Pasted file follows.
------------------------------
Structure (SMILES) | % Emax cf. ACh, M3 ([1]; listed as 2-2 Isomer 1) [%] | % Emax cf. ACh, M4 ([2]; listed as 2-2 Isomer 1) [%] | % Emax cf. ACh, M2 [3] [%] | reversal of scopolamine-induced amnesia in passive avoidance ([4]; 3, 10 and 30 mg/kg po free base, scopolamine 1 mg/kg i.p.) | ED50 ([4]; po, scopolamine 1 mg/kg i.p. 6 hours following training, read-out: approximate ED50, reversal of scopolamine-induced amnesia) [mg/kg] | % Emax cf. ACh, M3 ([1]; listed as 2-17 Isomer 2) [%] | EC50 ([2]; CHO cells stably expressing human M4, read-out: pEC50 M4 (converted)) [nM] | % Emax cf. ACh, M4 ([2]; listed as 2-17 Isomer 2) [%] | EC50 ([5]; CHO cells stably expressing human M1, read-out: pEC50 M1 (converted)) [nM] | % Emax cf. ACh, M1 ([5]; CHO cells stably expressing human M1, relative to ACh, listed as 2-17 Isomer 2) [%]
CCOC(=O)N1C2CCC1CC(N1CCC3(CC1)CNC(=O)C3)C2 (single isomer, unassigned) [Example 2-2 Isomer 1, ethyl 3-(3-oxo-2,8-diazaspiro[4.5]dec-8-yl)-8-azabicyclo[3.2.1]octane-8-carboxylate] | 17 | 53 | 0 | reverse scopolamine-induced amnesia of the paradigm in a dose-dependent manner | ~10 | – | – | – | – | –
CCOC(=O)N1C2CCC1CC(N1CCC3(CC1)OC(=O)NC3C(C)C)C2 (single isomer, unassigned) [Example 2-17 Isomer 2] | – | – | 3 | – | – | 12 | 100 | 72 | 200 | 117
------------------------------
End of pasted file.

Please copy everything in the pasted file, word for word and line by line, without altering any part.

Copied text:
Structure (SMILES) | % Emax cf. ACh, M3 ([1]; listed as 2-2 Isomer 1) [%] | % Emax cf. ACh, M4 ([2]; listed as 2-2 Isomer 1) [%] | % Emax cf. ACh, M2 [3] [%] | reversal of scopolamine-induced amnesia in passive avoidance ([4]; 3, 10 and 30 mg/kg po free base, scopolamine 1 mg/kg i.p.) | ED50 ([4]; po, scopolamine 1 mg/kg i.p. 6 hours following training, read-out: approximate ED50, reversal of scopolamine-induced amnesia) [mg/kg] | % Emax cf. ACh, M3 ([1]; listed as 2-17 Isomer 2) [%] | EC50 ([2]; CHO cells stably expressing human M4, read-out: pEC50 M4 (converted)) [nM] | % Emax cf. ACh, M4 ([2]; listed as 2-17 Isomer 2) [%] | EC50 ([5]; CHO cells stably expressing human M1, read-out: pEC50 M1 (converted)) [nM] | % Emax cf. ACh, M1 ([5]; CHO cells stably expressing human M1, relative to ACh, listed as 2-17 Isomer 2) [%]
CCOC(=O)N1C2CCC1CC(N1CCC3(CC1)CNC(=O)C3)C2 (single isomer, unassigned) [Example 2-2 Isomer 1, ethyl 3-(3-oxo-2,8-diazaspiro[4.5]dec-8-yl)-8-azabicyclo[3.2.1]octane-8-carboxylate] | 17 | 53 | 0 | reverse scopolamine-induced amnesia of the paradigm in a dose-dependent manner | ~10 | – | – | – | – | –
CCOC(=O)N1C2CCC1CC(N1CCC3(CC1)OC(=O)NC3C(C)C)C2 (single isomer, unassigned) [Example 2-17 Isomer 2] | – | – | 3 | – | – | 12 | 100 | 72 | 200 | 117